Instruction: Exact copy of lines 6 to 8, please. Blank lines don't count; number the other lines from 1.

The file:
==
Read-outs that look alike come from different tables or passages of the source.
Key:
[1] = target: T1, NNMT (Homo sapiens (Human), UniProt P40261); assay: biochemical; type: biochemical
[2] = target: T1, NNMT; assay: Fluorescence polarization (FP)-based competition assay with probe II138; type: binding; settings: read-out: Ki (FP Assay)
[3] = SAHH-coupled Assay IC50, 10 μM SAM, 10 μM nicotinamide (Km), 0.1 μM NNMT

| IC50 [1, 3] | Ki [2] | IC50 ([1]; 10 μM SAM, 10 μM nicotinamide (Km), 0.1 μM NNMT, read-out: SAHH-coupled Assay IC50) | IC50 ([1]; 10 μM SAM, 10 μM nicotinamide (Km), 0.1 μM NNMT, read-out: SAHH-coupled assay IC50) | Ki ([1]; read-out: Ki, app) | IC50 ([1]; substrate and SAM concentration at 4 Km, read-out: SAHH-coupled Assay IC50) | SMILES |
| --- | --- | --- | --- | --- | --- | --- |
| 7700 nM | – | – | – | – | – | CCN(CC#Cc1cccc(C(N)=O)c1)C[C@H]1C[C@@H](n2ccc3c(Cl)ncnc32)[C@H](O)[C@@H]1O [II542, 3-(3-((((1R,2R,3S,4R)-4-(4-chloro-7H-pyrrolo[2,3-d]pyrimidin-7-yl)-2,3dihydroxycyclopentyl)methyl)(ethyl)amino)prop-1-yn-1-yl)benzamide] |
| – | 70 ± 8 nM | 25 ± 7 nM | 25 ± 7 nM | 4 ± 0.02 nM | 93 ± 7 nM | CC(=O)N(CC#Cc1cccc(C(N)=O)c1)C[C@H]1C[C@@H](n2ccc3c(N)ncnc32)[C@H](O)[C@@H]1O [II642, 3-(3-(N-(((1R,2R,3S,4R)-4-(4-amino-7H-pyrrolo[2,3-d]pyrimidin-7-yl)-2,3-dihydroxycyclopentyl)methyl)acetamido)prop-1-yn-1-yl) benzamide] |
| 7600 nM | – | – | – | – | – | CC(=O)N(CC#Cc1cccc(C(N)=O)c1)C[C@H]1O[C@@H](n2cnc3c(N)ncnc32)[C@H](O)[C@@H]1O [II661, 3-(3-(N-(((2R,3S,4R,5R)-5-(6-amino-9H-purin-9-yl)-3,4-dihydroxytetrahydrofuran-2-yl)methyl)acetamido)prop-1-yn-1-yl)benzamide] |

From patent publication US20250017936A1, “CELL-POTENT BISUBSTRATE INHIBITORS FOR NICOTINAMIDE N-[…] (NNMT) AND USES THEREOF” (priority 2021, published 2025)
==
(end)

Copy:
| IC50 [1, 3] | Ki [2] | IC50 ([1]; 10 μM SAM, 10 μM nicotinamide (Km), 0.1 μM NNMT, read-out: SAHH-coupled Assay IC50) | IC50 ([1]; 10 μM SAM, 10 μM nicotinamide (Km), 0.1 μM NNMT, read-out: SAHH-coupled assay IC50) | Ki ([1]; read-out: Ki, app) | IC50 ([1]; substrate and SAM concentration at 4 Km, read-out: SAHH-coupled Assay IC50) | SMILES |
| --- | --- | --- | --- | --- | --- | --- |
| 7700 nM | – | – | – | – | – | CCN(CC#Cc1cccc(C(N)=O)c1)C[C@H]1C[C@@H](n2ccc3c(Cl)ncnc32)[C@H](O)[C@@H]1O [II542, 3-(3-((((1R,2R,3S,4R)-4-(4-chloro-7H-pyrrolo[2,3-d]pyrimidin-7-yl)-2,3dihydroxycyclopentyl)methyl)(ethyl)amino)prop-1-yn-1-yl)benzamide] |